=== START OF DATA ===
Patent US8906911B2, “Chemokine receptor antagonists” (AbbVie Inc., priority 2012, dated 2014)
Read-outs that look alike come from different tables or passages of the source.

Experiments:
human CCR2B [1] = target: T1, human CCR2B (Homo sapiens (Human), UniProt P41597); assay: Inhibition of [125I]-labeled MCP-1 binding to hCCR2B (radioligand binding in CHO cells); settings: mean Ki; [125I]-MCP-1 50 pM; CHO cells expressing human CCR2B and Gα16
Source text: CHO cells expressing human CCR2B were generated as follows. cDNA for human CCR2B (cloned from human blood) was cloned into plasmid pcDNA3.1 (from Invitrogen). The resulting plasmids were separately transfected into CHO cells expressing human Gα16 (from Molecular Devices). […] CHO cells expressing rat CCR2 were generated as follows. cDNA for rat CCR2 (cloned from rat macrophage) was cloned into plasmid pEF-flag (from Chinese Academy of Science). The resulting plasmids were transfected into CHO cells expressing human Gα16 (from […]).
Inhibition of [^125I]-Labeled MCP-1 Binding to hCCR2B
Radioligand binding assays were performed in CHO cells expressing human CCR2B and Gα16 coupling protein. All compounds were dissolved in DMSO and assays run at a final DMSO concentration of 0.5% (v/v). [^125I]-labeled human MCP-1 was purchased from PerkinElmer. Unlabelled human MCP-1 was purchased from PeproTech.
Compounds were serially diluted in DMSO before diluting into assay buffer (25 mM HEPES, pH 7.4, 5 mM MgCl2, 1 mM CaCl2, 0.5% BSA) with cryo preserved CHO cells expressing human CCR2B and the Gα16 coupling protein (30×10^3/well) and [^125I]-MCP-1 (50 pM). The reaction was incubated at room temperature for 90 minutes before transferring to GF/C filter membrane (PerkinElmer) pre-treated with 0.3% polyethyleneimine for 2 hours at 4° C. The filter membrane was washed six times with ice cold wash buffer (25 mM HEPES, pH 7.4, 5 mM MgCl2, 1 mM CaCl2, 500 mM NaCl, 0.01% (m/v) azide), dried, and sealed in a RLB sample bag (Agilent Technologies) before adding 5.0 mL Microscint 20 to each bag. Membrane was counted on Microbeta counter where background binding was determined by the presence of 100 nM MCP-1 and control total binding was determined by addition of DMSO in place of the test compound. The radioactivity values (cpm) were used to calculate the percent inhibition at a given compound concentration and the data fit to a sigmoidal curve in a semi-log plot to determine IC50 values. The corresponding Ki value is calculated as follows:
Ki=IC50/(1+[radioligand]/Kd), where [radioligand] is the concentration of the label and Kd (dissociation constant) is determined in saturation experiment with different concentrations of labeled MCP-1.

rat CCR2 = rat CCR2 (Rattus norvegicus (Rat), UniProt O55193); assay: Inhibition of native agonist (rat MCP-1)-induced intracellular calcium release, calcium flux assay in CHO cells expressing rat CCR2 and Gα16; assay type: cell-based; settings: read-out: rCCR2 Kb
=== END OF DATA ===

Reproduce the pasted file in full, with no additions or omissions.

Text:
Patent US8906911B2, “Chemokine receptor antagonists” (AbbVie Inc., priority 2012, dated 2014)
Read-outs that look alike come from different tables or passages of the source.

Experiments:
human CCR2B [1] = target: T1, human CCR2B (Homo sapiens (Human), UniProt P41597); assay: Inhibition of [125I]-labeled MCP-1 binding to hCCR2B (radioligand binding in CHO cells); settings: mean Ki; [125I]-MCP-1 50 pM; CHO cells expressing human CCR2B and Gα16
Source text: CHO cells expressing human CCR2B were generated as follows. cDNA for human CCR2B (cloned from human blood) was cloned into plasmid pcDNA3.1 (from Invitrogen). The resulting plasmids were separately transfected into CHO cells expressing human Gα16 (from Molecular Devices). […] CHO cells expressing rat CCR2 were generated as follows. cDNA for rat CCR2 (cloned from rat macrophage) was cloned into plasmid pEF-flag (from Chinese Academy of Science). The resulting plasmids were transfected into CHO cells expressing human Gα16 (from […]).
Inhibition of [^125I]-Labeled MCP-1 Binding to hCCR2B
Radioligand binding assays were performed in CHO cells expressing human CCR2B and Gα16 coupling protein. All compounds were dissolved in DMSO and assays run at a final DMSO concentration of 0.5% (v/v). [^125I]-labeled human MCP-1 was purchased from PerkinElmer. Unlabelled human MCP-1 was purchased from PeproTech.
Compounds were serially diluted in DMSO before diluting into assay buffer (25 mM HEPES, pH 7.4, 5 mM MgCl2, 1 mM CaCl2, 0.5% BSA) with cryo preserved CHO cells expressing human CCR2B and the Gα16 coupling protein (30×10^3/well) and [^125I]-MCP-1 (50 pM). The reaction was incubated at room temperature for 90 minutes before transferring to GF/C filter membrane (PerkinElmer) pre-treated with 0.3% polyethyleneimine for 2 hours at 4° C. The filter membrane was washed six times with ice cold wash buffer (25 mM HEPES, pH 7.4, 5 mM MgCl2, 1 mM CaCl2, 500 mM NaCl, 0.01% (m/v) azide), dried, and sealed in a RLB sample bag (Agilent Technologies) before adding 5.0 mL Microscint 20 to each bag. Membrane was counted on Microbeta counter where background binding was determined by the presence of 100 nM MCP-1 and control total binding was determined by addition of DMSO in place of the test compound. The radioactivity values (cpm) were used to calculate the percent inhibition at a given compound concentration and the data fit to a sigmoidal curve in a semi-log plot to determine IC50 values. The corresponding Ki value is calculated as follows:
Ki=IC50/(1+[radioligand]/Kd), where [radioligand] is the concentration of the label and Kd (dissociation constant) is determined in saturation experiment with different concentrations of labeled MCP-1.

rat CCR2 = rat CCR2 (Rattus norvegicus (Rat), UniProt O55193); assay: Inhibition of native agonist (rat MCP-1)-induced intracellular calcium release, calcium flux assay in CHO cells expressing rat CCR2 and Gα16; assay type: cell-based; settings: read-out: rCCR2 Kb